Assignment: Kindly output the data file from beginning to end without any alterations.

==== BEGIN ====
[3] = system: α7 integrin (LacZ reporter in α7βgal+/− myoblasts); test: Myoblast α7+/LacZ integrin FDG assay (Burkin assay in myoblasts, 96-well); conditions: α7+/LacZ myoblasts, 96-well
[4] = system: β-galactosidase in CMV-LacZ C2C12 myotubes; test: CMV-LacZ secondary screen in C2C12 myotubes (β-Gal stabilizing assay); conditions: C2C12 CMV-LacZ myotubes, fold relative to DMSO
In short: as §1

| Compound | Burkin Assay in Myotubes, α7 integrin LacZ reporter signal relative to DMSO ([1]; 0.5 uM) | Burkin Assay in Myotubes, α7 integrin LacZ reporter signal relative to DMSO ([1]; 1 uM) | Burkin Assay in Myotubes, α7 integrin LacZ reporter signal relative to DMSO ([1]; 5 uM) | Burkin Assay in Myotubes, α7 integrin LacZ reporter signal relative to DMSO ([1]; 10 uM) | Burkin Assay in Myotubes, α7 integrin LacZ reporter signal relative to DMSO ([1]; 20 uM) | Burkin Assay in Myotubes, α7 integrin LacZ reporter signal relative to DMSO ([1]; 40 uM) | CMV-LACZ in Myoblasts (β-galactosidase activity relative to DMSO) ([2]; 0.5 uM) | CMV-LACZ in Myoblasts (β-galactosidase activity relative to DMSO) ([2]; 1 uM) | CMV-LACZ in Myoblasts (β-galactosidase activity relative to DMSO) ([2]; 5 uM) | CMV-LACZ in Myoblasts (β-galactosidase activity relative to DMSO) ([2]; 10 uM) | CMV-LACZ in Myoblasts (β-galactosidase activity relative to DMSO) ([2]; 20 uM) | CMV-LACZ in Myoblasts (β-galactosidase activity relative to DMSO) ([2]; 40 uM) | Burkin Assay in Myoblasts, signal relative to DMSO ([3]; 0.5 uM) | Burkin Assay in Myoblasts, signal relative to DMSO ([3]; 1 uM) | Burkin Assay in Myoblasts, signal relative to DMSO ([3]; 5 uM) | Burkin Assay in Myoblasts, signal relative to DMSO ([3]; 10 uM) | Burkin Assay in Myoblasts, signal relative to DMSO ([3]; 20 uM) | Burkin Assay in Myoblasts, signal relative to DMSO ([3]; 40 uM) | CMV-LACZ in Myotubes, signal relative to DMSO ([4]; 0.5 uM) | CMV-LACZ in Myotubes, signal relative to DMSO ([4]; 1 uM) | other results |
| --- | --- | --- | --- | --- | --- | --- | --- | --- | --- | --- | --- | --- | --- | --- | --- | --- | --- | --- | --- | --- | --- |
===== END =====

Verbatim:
[3] = system: α7 integrin (LacZ reporter in α7βgal+/− myoblasts); test: Myoblast α7+/LacZ integrin FDG assay (Burkin assay in myoblasts, 96-well); conditions: α7+/LacZ myoblasts, 96-well
[4] = system: β-galactosidase in CMV-LacZ C2C12 myotubes; test: CMV-LacZ secondary screen in C2C12 myotubes (β-Gal stabilizing assay); conditions: C2C12 CMV-LacZ myotubes, fold relative to DMSO
In short: as §1

| Compound | Burkin Assay in Myotubes, α7 integrin LacZ reporter signal relative to DMSO ([1]; 0.5 uM) | Burkin Assay in Myotubes, α7 integrin LacZ reporter signal relative to DMSO ([1]; 1 uM) | Burkin Assay in Myotubes, α7 integrin LacZ reporter signal relative to DMSO ([1]; 5 uM) | Burkin Assay in Myotubes, α7 integrin LacZ reporter signal relative to DMSO ([1]; 10 uM) | Burkin Assay in Myotubes, α7 integrin LacZ reporter signal relative to DMSO ([1]; 20 uM) | Burkin Assay in Myotubes, α7 integrin LacZ reporter signal relative to DMSO ([1]; 40 uM) | CMV-LACZ in Myoblasts (β-galactosidase activity relative to DMSO) ([2]; 0.5 uM) | CMV-LACZ in Myoblasts (β-galactosidase activity relative to DMSO) ([2]; 1 uM) | CMV-LACZ in Myoblasts (β-galactosidase activity relative to DMSO) ([2]; 5 uM) | CMV-LACZ in Myoblasts (β-galactosidase activity relative to DMSO) ([2]; 10 uM) | CMV-LACZ in Myoblasts (β-galactosidase activity relative to DMSO) ([2]; 20 uM) | CMV-LACZ in Myoblasts (β-galactosidase activity relative to DMSO) ([2]; 40 uM) | Burkin Assay in Myoblasts, signal relative to DMSO ([3]; 0.5 uM) | Burkin Assay in Myoblasts, signal relative to DMSO ([3]; 1 uM) | Burkin Assay in Myoblasts, signal relative to DMSO ([3]; 5 uM) | Burkin Assay in Myoblasts, signal relative to DMSO ([3]; 10 uM) | Burkin Assay in Myoblasts, signal relative to DMSO ([3]; 20 uM) | Burkin Assay in Myoblasts, signal relative to DMSO ([3]; 40 uM) | CMV-LACZ in Myotubes, signal relative to DMSO ([4]; 0.5 uM) | CMV-LACZ in Myotubes, signal relative to DMSO ([4]; 1 uM) | other results |
| --- | --- | --- | --- | --- | --- | --- | --- | --- | --- | --- | --- | --- | --- | --- | --- | --- | --- | --- | --- | --- | --- |